Amid reports of impending closure and an uncertain resettlement deal with the US, migrants seeking asylum in Australia are stuck in Manus Island's detention center and know alarmingly little about their future.
For the so-called "boat people" unlucky enough to find themselves stuck in one of Australia's infamous offshore detention centers, the future is far from certain and a way out is unclear. The largest center is on Papua New Guinea's (PNG) Manus Island. According to the Australian government, as of December 2016, 866 men seeking asylum in Australia were being detained there.
However, PNG Chief Justice Sir Salamo Injia made a surprise announcement Monday that the Manus Island detention center had in fact closed - despite all of the detainees still living in the facility. According to media reports in PNG, the "closure" is merely a technicality.
The detention center has not been moved, but it is now being officially being considered part of the naval base on which it is built. Detainees are also reportedly free to move in and out of the compound.
The move is in ostensible compliance with a 2016 PNG Supreme Court order ruling that the detention of asylum seekers on Manus Island breached the right to personal liberty spelled out in the state constitution and was therefore illegal.
At the time of the ruling, both PNG and Australia appeared to be making progress in talks on how to close the center - although Australia's immigration minister, Peter Dutton, offered no specific details on the future of the detainees beyond a brief statement claiming that "a series of options are being advanced and implemented."
On March 1, Reuters reported that dozens of asylum seekers being detained on Manus Island accepted a cash deal of up to 25,000 Australian dollars (17,800 euros) in exchange for voluntarily returning to their home countries. The 29 men who reportedly left represent the largest number leaving the island in four years.
Other Efforts to resettle some refugees in PNG have failed, with many being forced to return to the detention center after being assaulted or robbed by locals.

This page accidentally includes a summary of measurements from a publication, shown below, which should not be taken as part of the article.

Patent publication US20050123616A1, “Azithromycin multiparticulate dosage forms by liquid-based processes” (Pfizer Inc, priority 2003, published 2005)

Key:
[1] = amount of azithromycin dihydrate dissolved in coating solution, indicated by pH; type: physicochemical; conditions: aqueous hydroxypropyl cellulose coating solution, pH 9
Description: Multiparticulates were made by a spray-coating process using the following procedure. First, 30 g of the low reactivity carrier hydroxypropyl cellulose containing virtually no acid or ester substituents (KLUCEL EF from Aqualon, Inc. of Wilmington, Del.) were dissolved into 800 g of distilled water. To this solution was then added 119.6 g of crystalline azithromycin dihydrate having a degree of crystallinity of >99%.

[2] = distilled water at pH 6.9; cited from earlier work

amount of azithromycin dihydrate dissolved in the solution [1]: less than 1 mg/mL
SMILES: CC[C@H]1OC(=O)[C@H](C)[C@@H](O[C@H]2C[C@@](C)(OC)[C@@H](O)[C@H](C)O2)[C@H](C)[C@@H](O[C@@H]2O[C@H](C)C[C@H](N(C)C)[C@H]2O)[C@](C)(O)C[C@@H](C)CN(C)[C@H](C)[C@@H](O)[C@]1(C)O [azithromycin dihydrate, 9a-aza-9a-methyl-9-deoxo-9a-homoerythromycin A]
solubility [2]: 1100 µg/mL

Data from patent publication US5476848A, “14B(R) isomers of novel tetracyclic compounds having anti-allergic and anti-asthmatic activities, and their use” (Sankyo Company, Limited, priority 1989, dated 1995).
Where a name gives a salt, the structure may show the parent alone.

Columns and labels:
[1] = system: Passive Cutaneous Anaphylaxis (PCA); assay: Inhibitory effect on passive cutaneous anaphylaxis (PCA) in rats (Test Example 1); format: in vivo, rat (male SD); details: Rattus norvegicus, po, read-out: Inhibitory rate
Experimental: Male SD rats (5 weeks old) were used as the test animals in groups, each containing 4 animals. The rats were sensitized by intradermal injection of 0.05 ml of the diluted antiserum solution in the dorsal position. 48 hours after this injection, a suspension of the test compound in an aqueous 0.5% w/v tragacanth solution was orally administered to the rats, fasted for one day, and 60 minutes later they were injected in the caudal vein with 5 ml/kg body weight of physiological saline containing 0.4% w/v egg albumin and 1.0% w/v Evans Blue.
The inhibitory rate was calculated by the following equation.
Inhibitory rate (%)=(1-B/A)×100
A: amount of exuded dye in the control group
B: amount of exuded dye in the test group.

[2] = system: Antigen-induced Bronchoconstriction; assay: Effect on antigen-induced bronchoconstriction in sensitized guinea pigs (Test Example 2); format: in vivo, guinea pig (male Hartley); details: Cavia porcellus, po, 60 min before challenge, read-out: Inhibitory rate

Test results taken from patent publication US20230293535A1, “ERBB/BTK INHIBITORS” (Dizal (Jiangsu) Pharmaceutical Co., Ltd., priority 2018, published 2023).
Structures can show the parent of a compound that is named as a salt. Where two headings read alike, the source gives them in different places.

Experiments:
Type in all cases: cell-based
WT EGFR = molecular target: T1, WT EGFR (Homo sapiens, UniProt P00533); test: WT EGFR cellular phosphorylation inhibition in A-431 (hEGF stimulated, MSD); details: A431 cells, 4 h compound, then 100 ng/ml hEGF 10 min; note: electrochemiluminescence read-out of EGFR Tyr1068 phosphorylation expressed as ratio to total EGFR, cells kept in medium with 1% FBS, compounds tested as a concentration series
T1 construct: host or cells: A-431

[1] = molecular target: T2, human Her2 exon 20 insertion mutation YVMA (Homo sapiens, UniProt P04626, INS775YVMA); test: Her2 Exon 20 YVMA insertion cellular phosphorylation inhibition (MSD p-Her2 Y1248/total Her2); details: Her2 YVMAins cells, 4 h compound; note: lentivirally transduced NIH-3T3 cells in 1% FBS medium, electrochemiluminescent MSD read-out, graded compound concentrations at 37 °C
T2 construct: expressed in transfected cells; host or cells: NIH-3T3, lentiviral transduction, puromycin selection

The Director of Migration and Border Policy at the Lowy Institute for International Affairs in Sydney, Dr. Jiyoung Song, told DW that there are still too many uncertainties over where the detainees can be relocated to.
"I understand the government is still in negotiation with relevant parties," she said. "Australia hopes that the United States will take them [asylum seekers], but it is still unclear whether the deal will be implemented on which scale or when."
US deal in troubled waters
The potential US solution was the result of a deal made in November 2016 following a year of negotiations with the Australian government. The US had reportedly offered the one-off agreement to resettle refugees currently being held on both Manus Island and Nauru.
But a few months on, the future of the deal is looking less assured. The biggest concern at this stage is the unpredictablity of US President Donald Trump. Although the deal was organized under his predecessor Barack Obama, a change in US administration usually does not threaten finalized negotiations made by a previous government.
"President Trump's anti-immigration and US-first rhetoric has had an impact on his commitment to delivering his predecessor's agreed deal with Australia," said Song, "Mr. Trump abruptly ending his phone call with Prime Minister Turnbull doesn't look like a good signal for his commitment to the deal, although he did say he would honor the deal with extreme vetting over those to be transferred to US soil."